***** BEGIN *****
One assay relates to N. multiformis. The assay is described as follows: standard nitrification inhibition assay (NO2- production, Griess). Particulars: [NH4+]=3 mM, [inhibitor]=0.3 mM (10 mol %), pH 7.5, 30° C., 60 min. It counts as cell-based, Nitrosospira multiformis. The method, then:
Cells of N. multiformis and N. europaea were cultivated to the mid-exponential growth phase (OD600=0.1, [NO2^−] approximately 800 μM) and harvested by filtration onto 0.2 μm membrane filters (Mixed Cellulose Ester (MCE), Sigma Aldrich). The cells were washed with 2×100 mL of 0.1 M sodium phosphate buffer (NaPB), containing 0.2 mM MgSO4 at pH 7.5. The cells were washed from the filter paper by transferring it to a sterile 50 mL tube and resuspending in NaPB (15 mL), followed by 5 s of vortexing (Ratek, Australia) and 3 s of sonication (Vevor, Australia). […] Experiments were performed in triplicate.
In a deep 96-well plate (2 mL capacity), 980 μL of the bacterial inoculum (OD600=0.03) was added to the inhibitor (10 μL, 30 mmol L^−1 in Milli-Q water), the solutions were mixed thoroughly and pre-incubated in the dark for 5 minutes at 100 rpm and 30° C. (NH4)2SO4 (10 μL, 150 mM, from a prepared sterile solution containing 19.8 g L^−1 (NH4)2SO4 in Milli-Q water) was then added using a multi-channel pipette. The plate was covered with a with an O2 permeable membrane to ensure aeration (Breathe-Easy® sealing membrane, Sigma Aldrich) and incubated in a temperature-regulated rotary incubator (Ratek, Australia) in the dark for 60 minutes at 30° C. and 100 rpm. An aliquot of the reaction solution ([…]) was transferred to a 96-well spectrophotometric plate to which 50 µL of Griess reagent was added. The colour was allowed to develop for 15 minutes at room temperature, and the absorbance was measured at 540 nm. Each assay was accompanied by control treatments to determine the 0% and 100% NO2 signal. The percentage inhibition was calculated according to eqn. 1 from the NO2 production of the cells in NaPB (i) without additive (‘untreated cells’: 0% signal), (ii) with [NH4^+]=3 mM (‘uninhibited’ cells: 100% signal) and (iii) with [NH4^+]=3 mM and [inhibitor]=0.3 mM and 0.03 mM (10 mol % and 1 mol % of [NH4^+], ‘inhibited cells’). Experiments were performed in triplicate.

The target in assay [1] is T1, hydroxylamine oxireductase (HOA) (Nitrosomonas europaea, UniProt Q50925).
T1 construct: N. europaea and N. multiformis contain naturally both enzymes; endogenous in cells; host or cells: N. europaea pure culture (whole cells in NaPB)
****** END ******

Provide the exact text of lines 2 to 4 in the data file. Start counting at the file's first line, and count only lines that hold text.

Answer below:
Cells of N. multiformis and N. europaea were cultivated to the mid-exponential growth phase (OD600=0.1, [NO2^−] approximately 800 μM) and harvested by filtration onto 0.2 μm membrane filters (Mixed Cellulose Ester (MCE), Sigma Aldrich). The cells were washed with 2×100 mL of 0.1 M sodium phosphate buffer (NaPB), containing 0.2 mM MgSO4 at pH 7.5. The cells were washed from the filter paper by transferring it to a sterile 50 mL tube and resuspending in NaPB (15 mL), followed by 5 s of vortexing (Ratek, Australia) and 3 s of sonication (Vevor, Australia). […] Experiments were performed in triplicate.
In a deep 96-well plate (2 mL capacity), 980 μL of the bacterial inoculum (OD600=0.03) was added to the inhibitor (10 μL, 30 mmol L^−1 in Milli-Q water), the solutions were mixed thoroughly and pre-incubated in the dark for 5 minutes at 100 rpm and 30° C. (NH4)2SO4 (10 μL, 150 mM, from a prepared sterile solution containing 19.8 g L^−1 (NH4)2SO4 in Milli-Q water) was then added using a multi-channel pipette. The plate was covered with a with an O2 permeable membrane to ensure aeration (Breathe-Easy® sealing membrane, Sigma Aldrich) and incubated in a temperature-regulated rotary incubator (Ratek, Australia) in the dark for 60 minutes at 30° C. and 100 rpm. An aliquot of the reaction solution ([…]) was transferred to a 96-well spectrophotometric plate to which 50 µL of Griess reagent was added. The colour was allowed to develop for 15 minutes at room temperature, and the absorbance was measured at 540 nm. Each assay was accompanied by control treatments to determine the 0% and 100% NO2 signal. The percentage inhibition was calculated according to eqn. 1 from the NO2 production of the cells in NaPB (i) without additive (‘untreated cells’: 0% signal), (ii) with [NH4^+]=3 mM (‘uninhibited’ cells: 100% signal) and (iii) with [NH4^+]=3 mM and [inhibitor]=0.3 mM and 0.03 mM (10 mol % and 1 mol % of [NH4^+], ‘inhibited cells’). Experiments were performed in triplicate.

The target in assay [1] is T1, hydroxylamine oxireductase (HOA) (Nitrosomonas europaea, UniProt Q50925).